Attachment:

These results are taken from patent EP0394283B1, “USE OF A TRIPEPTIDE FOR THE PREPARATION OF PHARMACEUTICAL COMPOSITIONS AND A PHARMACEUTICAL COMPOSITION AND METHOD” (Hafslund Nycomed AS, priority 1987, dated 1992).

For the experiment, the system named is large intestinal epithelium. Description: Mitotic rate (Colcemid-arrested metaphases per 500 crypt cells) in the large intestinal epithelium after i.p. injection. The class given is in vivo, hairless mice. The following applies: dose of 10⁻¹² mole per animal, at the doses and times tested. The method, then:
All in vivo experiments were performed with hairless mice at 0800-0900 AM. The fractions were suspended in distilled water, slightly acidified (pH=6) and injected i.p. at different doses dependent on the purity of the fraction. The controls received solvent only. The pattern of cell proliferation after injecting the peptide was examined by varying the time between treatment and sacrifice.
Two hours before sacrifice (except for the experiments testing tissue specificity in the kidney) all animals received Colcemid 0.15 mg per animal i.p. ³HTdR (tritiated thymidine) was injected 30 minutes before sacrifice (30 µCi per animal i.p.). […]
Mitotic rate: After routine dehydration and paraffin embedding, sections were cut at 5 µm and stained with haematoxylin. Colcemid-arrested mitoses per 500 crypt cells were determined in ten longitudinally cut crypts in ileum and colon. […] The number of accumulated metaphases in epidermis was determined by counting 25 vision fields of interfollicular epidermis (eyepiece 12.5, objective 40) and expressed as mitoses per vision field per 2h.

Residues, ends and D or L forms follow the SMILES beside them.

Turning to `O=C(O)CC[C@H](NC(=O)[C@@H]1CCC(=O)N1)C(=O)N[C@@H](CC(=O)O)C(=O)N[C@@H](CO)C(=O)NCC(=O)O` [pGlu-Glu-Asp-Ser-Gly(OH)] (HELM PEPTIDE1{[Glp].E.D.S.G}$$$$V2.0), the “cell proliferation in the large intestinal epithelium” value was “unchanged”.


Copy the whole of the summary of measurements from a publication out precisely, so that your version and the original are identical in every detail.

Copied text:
These results are taken from patent EP0394283B1, “USE OF A TRIPEPTIDE FOR THE PREPARATION OF PHARMACEUTICAL COMPOSITIONS AND A PHARMACEUTICAL COMPOSITION AND METHOD” (Hafslund Nycomed AS, priority 1987, dated 1992).

For the experiment, the system named is large intestinal epithelium. Description: Mitotic rate (Colcemid-arrested metaphases per 500 crypt cells) in the large intestinal epithelium after i.p. injection. The class given is in vivo, hairless mice. The following applies: dose of 10⁻¹² mole per animal, at the doses and times tested. The method, then:
All in vivo experiments were performed with hairless mice at 0800-0900 AM. The fractions were suspended in distilled water, slightly acidified (pH=6) and injected i.p. at different doses dependent on the purity of the fraction. The controls received solvent only. The pattern of cell proliferation after injecting the peptide was examined by varying the time between treatment and sacrifice.
Two hours before sacrifice (except for the experiments testing tissue specificity in the kidney) all animals received Colcemid 0.15 mg per animal i.p. ³HTdR (tritiated thymidine) was injected 30 minutes before sacrifice (30 µCi per animal i.p.). […]
Mitotic rate: After routine dehydration and paraffin embedding, sections were cut at 5 µm and stained with haematoxylin. Colcemid-arrested mitoses per 500 crypt cells were determined in ten longitudinally cut crypts in ileum and colon. […] The number of accumulated metaphases in epidermis was determined by counting 25 vision fields of interfollicular epidermis (eyepiece 12.5, objective 40) and expressed as mitoses per vision field per 2h.

Residues, ends and D or L forms follow the SMILES beside them.

Turning to `O=C(O)CC[C@H](NC(=O)[C@@H]1CCC(=O)N1)C(=O)N[C@@H](CC(=O)O)C(=O)N[C@@H](CO)C(=O)NCC(=O)O` [pGlu-Glu-Asp-Ser-Gly(OH)] (HELM PEPTIDE1{[Glp].E.D.S.G}$$$$V2.0), the “cell proliferation in the large intestinal epithelium” value was “unchanged”.